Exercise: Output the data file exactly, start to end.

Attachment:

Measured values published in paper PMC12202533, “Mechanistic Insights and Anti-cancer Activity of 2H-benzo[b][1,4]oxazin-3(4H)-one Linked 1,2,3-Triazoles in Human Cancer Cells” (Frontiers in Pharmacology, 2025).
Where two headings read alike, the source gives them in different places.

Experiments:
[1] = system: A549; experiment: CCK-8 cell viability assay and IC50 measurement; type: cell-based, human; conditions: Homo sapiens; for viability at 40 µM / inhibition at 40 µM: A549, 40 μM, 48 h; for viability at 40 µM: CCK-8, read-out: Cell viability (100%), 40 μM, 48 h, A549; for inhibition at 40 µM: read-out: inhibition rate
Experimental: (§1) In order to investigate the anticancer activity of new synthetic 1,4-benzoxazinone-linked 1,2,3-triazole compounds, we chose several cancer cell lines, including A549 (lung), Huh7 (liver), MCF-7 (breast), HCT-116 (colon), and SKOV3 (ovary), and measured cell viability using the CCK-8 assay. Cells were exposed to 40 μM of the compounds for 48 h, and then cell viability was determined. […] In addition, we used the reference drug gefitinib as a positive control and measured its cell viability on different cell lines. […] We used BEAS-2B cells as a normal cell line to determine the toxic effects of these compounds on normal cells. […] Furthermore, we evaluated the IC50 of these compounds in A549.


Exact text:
Measured values published in paper PMC12202533, “Mechanistic Insights and Anti-cancer Activity of 2H-benzo[b][1,4]oxazin-3(4H)-one Linked 1,2,3-Triazoles in Human Cancer Cells” (Frontiers in Pharmacology, 2025).
Where two headings read alike, the source gives them in different places.

Experiments:
[1] = system: A549; experiment: CCK-8 cell viability assay and IC50 measurement; type: cell-based, human; conditions: Homo sapiens; for viability at 40 µM / inhibition at 40 µM: A549, 40 μM, 48 h; for viability at 40 µM: CCK-8, read-out: Cell viability (100%), 40 μM, 48 h, A549; for inhibition at 40 µM: read-out: inhibition rate
Experimental: (§1) In order to investigate the anticancer activity of new synthetic 1,4-benzoxazinone-linked 1,2,3-triazole compounds, we chose several cancer cell lines, including A549 (lung), Huh7 (liver), MCF-7 (breast), HCT-116 (colon), and SKOV3 (ovary), and measured cell viability using the CCK-8 assay. Cells were exposed to 40 μM of the compounds for 48 h, and then cell viability was determined. […] In addition, we used the reference drug gefitinib as a positive control and measured its cell viability on different cell lines. […] We used BEAS-2B cells as a normal cell line to determine the toxic effects of these compounds on normal cells. […] Furthermore, we evaluated the IC50 of these compounds in A549.